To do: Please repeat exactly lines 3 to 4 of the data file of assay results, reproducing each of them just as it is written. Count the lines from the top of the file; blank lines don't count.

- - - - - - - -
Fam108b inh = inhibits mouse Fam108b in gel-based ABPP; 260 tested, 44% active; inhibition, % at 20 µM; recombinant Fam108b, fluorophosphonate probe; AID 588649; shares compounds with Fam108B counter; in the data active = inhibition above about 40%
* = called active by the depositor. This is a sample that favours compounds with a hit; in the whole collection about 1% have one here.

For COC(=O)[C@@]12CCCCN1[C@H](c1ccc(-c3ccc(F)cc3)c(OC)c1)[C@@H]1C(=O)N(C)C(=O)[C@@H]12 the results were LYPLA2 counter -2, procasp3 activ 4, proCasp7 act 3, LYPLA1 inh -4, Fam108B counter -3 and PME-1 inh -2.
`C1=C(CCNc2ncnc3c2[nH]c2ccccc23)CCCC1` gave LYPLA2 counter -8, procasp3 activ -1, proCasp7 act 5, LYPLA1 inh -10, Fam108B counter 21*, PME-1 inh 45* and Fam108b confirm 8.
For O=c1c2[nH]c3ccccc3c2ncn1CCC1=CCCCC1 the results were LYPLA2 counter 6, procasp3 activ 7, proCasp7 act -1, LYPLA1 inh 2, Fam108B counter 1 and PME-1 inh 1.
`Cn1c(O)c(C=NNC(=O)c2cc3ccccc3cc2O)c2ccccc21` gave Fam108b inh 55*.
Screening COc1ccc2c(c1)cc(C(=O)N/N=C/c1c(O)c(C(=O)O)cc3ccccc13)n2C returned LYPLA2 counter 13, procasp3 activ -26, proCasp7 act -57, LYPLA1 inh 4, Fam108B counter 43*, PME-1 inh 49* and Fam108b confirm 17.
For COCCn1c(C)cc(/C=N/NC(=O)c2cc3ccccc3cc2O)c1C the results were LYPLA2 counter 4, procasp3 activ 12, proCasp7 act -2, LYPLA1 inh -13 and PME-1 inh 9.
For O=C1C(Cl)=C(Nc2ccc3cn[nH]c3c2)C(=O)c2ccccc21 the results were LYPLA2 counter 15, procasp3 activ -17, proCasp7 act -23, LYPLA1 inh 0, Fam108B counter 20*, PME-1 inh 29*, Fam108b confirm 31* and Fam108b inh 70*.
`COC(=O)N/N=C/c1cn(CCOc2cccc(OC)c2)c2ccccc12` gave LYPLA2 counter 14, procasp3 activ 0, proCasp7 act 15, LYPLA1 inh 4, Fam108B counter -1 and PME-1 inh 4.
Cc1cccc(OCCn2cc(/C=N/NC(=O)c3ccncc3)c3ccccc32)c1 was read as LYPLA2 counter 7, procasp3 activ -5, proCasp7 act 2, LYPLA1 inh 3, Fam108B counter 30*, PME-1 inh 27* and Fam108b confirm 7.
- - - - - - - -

For COC(=O)[C@@]12CCCCN1[C@H](c1ccc(-c3ccc(F)cc3)c(OC)c1)[C@@H]1C(=O)N(C)C(=O)[C@@H]12 the results were LYPLA2 counter -2, procasp3 activ 4, proCasp7 act 3, LYPLA1 inh -4, Fam108B counter -3 and PME-1 inh -2.
`C1=C(CCNc2ncnc3c2[nH]c2ccccc23)CCCC1` gave LYPLA2 counter -8, procasp3 activ -1, proCasp7 act 5, LYPLA1 inh -10, Fam108B counter 21*, PME-1 inh 45* and Fam108b confirm 8.